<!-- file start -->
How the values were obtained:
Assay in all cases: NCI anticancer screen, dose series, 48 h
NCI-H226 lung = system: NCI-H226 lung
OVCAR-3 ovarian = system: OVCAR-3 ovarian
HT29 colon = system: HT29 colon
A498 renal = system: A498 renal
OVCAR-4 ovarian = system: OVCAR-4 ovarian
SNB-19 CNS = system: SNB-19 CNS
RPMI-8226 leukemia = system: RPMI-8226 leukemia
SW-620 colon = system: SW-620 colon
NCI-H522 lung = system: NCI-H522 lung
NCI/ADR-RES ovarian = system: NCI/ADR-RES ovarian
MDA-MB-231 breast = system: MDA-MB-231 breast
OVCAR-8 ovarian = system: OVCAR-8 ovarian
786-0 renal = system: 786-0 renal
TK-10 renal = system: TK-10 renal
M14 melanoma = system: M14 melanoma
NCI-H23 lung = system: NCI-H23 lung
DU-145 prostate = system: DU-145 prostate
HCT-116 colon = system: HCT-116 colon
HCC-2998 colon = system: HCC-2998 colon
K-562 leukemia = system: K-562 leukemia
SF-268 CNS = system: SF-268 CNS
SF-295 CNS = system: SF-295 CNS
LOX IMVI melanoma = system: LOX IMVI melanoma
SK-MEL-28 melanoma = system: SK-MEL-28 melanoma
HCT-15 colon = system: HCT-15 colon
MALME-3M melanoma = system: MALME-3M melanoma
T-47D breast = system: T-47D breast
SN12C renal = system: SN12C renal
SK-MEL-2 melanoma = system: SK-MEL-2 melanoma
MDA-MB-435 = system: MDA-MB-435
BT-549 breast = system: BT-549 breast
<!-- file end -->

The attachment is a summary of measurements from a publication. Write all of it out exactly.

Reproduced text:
How the values were obtained:
Assay in all cases: NCI anticancer screen, dose series, 48 h
NCI-H226 lung = system: NCI-H226 lung
OVCAR-3 ovarian = system: OVCAR-3 ovarian
HT29 colon = system: HT29 colon
A498 renal = system: A498 renal
OVCAR-4 ovarian = system: OVCAR-4 ovarian
SNB-19 CNS = system: SNB-19 CNS
RPMI-8226 leukemia = system: RPMI-8226 leukemia
SW-620 colon = system: SW-620 colon
NCI-H522 lung = system: NCI-H522 lung
NCI/ADR-RES ovarian = system: NCI/ADR-RES ovarian
MDA-MB-231 breast = system: MDA-MB-231 breast
OVCAR-8 ovarian = system: OVCAR-8 ovarian
786-0 renal = system: 786-0 renal
TK-10 renal = system: TK-10 renal
M14 melanoma = system: M14 melanoma
NCI-H23 lung = system: NCI-H23 lung
DU-145 prostate = system: DU-145 prostate
HCT-116 colon = system: HCT-116 colon
HCC-2998 colon = system: HCC-2998 colon
K-562 leukemia = system: K-562 leukemia
SF-268 CNS = system: SF-268 CNS
SF-295 CNS = system: SF-295 CNS
LOX IMVI melanoma = system: LOX IMVI melanoma
SK-MEL-28 melanoma = system: SK-MEL-28 melanoma
HCT-15 colon = system: HCT-15 colon
MALME-3M melanoma = system: MALME-3M melanoma
T-47D breast = system: T-47D breast
SN12C renal = system: SN12C renal
SK-MEL-2 melanoma = system: SK-MEL-2 melanoma
MDA-MB-435 = system: MDA-MB-435
BT-549 breast = system: BT-549 breast